Meeting our Urbanism department
"Developing a PAP involves ongoing dialogue with the local authority".
Meet our Urbanism Department, which plays a key role in the development of our property projects.
What is the role and mission of our town planning department?
First, we analyse all the plots of land submitted for sale. Using a wide range of tools - such as Géoportail, aerial photographs, the PAG and all the documents made available by the local authorities - we assess the risks, constraints, feasibility and constructability.
Using the PAG (general development plan), we estimate what type of construction - houses, residences, offices - and how many square metres we could build, whether we can build right away or whether the land is located in a deferred zone (which means that nothing can be done on it for a certain period of time). Our Assets department then decides on a possible purchase proposal and draws up a business plan.
Our primary mission is to support the development of the PAP (special development plan), to coordinate all the parties involved - architects, town planners, environmentalists, the State, local authorities and other owners, if any - to define the concept and ensure that it runs smoothly until it is adopted.
What is a PAG and a PAP ?
The PAG is a set of regulatory graphic and written prescriptions that cover the entire municipal territory, dividing it into zones and defining land use.
The aim of a PAP is more specific, and is to propose a concrete development plan for a given zone. This plan, which is specific to each developer, is the result of a long dialogue with the municipality.
How does the development of a PAP proceed?
For each zone, the PAG indicates the density, number and type of buildings. So our aim is to make the most of the available surface area while offering properties that meet the needs of the market.
As soon as we have a first draft, we meet with the local authority to present our intention and start working with the various departments, starting with the town planning department to find out what its vision is for the area. Early in the process, we consult the Traffic Department, which will tell us how traffic is envisaged, and whether there are plans to put a bus stop there, for example.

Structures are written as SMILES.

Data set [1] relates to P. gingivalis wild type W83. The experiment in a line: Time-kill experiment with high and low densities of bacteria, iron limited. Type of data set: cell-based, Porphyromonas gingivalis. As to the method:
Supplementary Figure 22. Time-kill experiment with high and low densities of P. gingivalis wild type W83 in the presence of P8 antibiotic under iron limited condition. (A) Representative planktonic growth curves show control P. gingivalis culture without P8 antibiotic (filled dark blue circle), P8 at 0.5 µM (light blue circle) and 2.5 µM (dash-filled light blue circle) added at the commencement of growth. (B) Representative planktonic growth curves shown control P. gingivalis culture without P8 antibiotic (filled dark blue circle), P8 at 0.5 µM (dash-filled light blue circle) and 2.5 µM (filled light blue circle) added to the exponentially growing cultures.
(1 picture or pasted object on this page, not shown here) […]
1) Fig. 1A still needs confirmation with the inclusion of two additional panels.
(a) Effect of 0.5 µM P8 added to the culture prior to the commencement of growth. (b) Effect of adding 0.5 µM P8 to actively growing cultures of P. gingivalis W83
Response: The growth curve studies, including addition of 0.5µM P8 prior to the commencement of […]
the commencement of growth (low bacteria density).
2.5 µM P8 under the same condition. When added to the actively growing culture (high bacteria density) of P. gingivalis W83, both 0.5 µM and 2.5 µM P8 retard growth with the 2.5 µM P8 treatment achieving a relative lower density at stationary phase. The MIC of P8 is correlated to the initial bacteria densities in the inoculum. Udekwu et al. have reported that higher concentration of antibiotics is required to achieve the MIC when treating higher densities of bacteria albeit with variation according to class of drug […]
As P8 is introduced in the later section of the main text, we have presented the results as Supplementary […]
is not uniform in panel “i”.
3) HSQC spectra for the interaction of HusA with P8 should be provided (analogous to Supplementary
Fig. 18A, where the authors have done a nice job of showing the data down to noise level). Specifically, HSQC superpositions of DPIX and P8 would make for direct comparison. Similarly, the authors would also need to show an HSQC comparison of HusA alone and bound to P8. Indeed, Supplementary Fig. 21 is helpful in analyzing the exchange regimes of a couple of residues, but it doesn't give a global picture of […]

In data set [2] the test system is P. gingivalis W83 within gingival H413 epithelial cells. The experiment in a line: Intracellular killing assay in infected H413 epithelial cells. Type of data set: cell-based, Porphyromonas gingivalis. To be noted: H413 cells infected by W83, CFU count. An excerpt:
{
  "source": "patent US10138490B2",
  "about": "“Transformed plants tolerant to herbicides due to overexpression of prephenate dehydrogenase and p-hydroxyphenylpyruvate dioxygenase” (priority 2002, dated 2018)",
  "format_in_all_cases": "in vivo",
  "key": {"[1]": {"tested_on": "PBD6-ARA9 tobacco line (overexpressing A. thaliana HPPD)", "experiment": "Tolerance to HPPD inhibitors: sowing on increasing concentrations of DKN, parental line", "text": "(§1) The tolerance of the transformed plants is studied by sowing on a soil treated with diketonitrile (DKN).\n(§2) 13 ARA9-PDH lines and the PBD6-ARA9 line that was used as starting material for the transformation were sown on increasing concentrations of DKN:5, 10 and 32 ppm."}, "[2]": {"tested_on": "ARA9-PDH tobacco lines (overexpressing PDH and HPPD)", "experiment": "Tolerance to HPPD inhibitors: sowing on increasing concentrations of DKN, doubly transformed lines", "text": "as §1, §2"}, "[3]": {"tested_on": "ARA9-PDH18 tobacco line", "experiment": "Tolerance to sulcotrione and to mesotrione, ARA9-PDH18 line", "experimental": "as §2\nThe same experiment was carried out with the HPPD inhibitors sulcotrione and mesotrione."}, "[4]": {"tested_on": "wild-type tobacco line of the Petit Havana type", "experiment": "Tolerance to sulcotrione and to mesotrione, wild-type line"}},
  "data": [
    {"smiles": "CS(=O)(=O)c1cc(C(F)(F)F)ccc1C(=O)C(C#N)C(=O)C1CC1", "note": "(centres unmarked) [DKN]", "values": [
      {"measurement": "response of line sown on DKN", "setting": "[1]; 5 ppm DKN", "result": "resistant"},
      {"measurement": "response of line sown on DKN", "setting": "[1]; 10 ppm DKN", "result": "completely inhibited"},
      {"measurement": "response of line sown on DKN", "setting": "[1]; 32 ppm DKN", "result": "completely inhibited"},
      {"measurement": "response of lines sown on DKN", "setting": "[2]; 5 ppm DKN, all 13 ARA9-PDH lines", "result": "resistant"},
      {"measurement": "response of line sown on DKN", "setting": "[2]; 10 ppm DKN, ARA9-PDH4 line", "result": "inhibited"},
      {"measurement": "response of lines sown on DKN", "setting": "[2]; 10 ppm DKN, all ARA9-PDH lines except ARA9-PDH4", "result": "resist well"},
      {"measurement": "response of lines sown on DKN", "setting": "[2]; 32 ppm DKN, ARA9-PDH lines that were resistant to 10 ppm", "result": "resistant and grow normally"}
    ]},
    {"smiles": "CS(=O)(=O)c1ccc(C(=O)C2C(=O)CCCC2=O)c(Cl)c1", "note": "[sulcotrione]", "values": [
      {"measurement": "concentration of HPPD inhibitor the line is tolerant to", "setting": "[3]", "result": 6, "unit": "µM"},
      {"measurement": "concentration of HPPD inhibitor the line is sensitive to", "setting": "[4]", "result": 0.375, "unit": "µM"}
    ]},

Developing a PAP involves ongoing dialogue with the local authority. So it's essential to have a good understanding of the PAG and a good relationship with our contacts in order to propose a relevant project that meets all the regulations and expectations.
How long does it take to develop a PAP?
In the past, it could take two or three years. Today, the time scale is much longer. Firstly, because the scale of the projects is greater. The Parc de Cessange, for example, on which we've been working for six years, is 13 hectares in size, with 1,000 housing units. The Rives de l'Alzette Park is 20 hectares in size, with 800 housing units. These are whole neighbourhoods. The regulatory timescales are also fairly long, running into dozens of months. There are many obstacles. There are political deadlines and timetables, changing stakeholders who may bring a different point of view, and the additional studies that need to be carried out.
What happens once the PAP has been adopted?
The next step is to draw up the execution project, which deals with the infrastructure works in minute detail, such as the width of the roads, the height of the pavements, the materials used, and so on.
It's a meticulous task, and we have to consult all the municipal departments and many other parties involved: roads, traffic, sanitation, drinking water, networks, parks, fire brigade, etc. This culminates in the signing of the agreement governing the handover of the infrastructure to the municipality.
What role does the environment play in the development of a PAP?
The ecological dimension is central to the development of our projects. From the outset, we identify existing biotopes in order to conserve them as much as possible, while proposing concrete measures. This enables us to comply with regulations, anticipate additional studies and therefore optimise the process.
Can you explain the ecological concept proposed for the Parc de Cessange PAP?
The Parc de Cessange PAG encompasses various zones, each dedicated either to a park, housing or mixed-use developments including shops/services or offices. Our approach is based on the harmonious integration of the natural elements of the site. For example, we decided to maintain a large hedge to encourage the natural management of rainwater, directing it towards the stream. There is also a large tree that we wanted to preserve. There is a strong notion of shared spaces, notably with the development of market gardens. A significant portion of the roofs will also be planted with vegetation and equipped with photovoltaic panels, while the park, which occupies a third of the PAP's surface area, will be completely renovated with the planting of trees, the creation of new paths and pontoons, and the installation of nesting boxes.
We're proud of this concept and can't wait to make it a reality!